19 August 2009

Traces of cocaine on bank notes

Chances are that most people are walking around with cocaine in their wallets.


Chances are there is cocaine in the wallets of citizens in several countries.

Researchers looked at 234 bank notes from 17 cities in the US and found that 90% had small traces of the illegal drug. Bills from larger cities, such as Baltimore, Boston and Detroit, were among those with the highest average cocaine levels. Salt Lake City had the lowest.

Scientists analysed only $1 bills from Washington and found that most had tiny amounts of cocaine. Yuegang Zuo, a professor at the University of Massachusetts in Dartmouth, led the study. The findings were presented at the American Chemical Society's meeting in Washington.

Except for Washington, Zuo said he and his colleagues examined a range of denominations, from $1 to $100. The researchers did not look at the same number of bank notes from each city. In all, they analyzed money from 30 places in five countries - the US, Canada, Brazil, China and Japan.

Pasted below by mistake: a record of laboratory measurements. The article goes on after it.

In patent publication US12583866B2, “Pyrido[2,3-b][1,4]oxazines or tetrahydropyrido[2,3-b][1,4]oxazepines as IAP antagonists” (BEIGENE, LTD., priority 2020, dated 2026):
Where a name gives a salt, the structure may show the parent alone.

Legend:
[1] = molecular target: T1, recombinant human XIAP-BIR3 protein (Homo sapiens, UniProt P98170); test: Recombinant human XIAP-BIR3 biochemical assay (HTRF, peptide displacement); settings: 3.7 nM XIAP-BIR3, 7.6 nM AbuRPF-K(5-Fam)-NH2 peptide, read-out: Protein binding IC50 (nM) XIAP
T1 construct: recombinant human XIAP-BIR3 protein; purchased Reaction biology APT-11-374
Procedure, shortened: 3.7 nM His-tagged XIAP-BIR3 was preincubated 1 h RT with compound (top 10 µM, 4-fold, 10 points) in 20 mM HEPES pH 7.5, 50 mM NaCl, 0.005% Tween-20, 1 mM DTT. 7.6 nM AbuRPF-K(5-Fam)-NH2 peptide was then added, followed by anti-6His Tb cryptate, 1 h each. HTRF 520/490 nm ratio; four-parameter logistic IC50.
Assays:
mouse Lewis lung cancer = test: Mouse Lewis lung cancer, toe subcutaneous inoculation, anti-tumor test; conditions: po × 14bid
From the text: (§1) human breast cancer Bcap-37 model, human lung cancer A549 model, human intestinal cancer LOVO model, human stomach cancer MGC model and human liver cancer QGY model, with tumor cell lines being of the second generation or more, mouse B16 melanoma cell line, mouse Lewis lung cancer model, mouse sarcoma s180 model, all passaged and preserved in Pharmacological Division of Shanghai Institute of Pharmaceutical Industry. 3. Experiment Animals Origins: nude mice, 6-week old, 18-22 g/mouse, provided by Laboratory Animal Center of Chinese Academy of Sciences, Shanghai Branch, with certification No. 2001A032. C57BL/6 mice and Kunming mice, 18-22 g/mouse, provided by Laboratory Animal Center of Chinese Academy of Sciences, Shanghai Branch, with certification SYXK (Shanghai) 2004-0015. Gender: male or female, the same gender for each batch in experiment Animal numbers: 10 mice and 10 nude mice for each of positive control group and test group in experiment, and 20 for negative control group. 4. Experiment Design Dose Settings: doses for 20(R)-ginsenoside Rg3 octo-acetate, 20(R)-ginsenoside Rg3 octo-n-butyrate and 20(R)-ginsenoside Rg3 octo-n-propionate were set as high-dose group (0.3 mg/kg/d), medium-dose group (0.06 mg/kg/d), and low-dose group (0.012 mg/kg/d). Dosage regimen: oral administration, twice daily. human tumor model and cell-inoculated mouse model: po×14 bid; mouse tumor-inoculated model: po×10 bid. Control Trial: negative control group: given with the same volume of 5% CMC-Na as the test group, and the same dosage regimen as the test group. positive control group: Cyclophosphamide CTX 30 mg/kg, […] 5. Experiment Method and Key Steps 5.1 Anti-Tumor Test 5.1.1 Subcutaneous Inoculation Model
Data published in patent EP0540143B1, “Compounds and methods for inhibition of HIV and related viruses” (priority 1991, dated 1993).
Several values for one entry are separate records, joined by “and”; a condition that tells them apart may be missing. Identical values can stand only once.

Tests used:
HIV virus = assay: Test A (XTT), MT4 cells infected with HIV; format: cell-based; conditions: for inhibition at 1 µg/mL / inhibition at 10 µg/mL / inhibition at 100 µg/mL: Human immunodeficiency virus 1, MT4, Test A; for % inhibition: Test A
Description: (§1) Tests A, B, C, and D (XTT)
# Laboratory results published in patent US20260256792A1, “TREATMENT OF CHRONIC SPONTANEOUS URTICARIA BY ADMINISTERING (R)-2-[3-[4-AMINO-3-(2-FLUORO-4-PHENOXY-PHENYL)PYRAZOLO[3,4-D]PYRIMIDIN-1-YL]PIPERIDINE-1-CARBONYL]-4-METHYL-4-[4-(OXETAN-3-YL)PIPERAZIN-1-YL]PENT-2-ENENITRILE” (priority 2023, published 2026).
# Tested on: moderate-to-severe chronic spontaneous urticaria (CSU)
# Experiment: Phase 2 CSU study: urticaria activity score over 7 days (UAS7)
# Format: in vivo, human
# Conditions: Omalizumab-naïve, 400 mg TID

No health or legal concern
The bits of cocaine on most bills was so small that consumers should not have health or legal concerns over handling paper money, Zuo said. Some drug amounts ranged from several thousand times smaller than a grain of sand to about 50 grains of sand.

Money can become contaminated with cocaine during drug deals, or when users snort the substance through rolled bills. It can then spread to other cash when banks process the money.

Zuo said his research shows an increase in contaminated US cash. In a similar study two years ago, he found that 67% of bills had traces of cocaine.

Of the 27 bills analysed from Canada, 85% had traces of cocaine. Eight of the 10 bank notes from Brazil were contaminated. Only a few of the 16 bills from Japan had the substance, and a little more than 20 of the 112 bank notes from China had bits of cocaine. - (Sapa, August 2009)

Read more:
Why cocaine causes strokes and heart attacks
Cocaine and Crack


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